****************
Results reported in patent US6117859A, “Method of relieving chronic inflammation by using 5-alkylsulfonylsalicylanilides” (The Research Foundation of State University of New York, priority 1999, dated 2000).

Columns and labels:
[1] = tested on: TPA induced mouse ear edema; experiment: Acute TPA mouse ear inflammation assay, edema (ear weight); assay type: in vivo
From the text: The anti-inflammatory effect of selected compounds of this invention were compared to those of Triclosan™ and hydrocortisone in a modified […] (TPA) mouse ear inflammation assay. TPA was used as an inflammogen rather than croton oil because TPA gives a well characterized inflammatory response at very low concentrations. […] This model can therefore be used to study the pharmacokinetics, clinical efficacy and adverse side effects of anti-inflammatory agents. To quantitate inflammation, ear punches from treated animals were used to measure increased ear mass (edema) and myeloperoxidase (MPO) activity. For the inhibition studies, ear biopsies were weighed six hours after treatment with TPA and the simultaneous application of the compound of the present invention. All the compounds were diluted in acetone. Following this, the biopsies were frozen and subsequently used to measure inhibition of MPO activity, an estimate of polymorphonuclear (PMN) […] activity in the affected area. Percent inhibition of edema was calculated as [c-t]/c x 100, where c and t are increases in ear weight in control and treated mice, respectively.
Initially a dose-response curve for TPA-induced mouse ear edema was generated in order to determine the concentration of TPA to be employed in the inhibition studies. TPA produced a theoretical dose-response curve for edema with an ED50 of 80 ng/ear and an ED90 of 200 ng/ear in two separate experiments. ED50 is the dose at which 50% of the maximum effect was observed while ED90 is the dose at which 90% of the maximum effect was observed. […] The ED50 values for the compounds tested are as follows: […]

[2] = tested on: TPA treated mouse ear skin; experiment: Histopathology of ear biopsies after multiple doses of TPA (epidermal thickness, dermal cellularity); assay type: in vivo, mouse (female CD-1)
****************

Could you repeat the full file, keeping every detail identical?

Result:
Results reported in patent US6117859A, “Method of relieving chronic inflammation by using 5-alkylsulfonylsalicylanilides” (The Research Foundation of State University of New York, priority 1999, dated 2000).

Columns and labels:
[1] = tested on: TPA induced mouse ear edema; experiment: Acute TPA mouse ear inflammation assay, edema (ear weight); assay type: in vivo
From the text: The anti-inflammatory effect of selected compounds of this invention were compared to those of Triclosan™ and hydrocortisone in a modified […] (TPA) mouse ear inflammation assay. TPA was used as an inflammogen rather than croton oil because TPA gives a well characterized inflammatory response at very low concentrations. […] This model can therefore be used to study the pharmacokinetics, clinical efficacy and adverse side effects of anti-inflammatory agents. To quantitate inflammation, ear punches from treated animals were used to measure increased ear mass (edema) and myeloperoxidase (MPO) activity. For the inhibition studies, ear biopsies were weighed six hours after treatment with TPA and the simultaneous application of the compound of the present invention. All the compounds were diluted in acetone. Following this, the biopsies were frozen and subsequently used to measure inhibition of MPO activity, an estimate of polymorphonuclear (PMN) […] activity in the affected area. Percent inhibition of edema was calculated as [c-t]/c x 100, where c and t are increases in ear weight in control and treated mice, respectively.
Initially a dose-response curve for TPA-induced mouse ear edema was generated in order to determine the concentration of TPA to be employed in the inhibition studies. TPA produced a theoretical dose-response curve for edema with an ED50 of 80 ng/ear and an ED90 of 200 ng/ear in two separate experiments. ED50 is the dose at which 50% of the maximum effect was observed while ED90 is the dose at which 90% of the maximum effect was observed. […] The ED50 values for the compounds tested are as follows: […]

[2] = tested on: TPA treated mouse ear skin; experiment: Histopathology of ear biopsies after multiple doses of TPA (epidermal thickness, dermal cellularity); assay type: in vivo, mouse (female CD-1)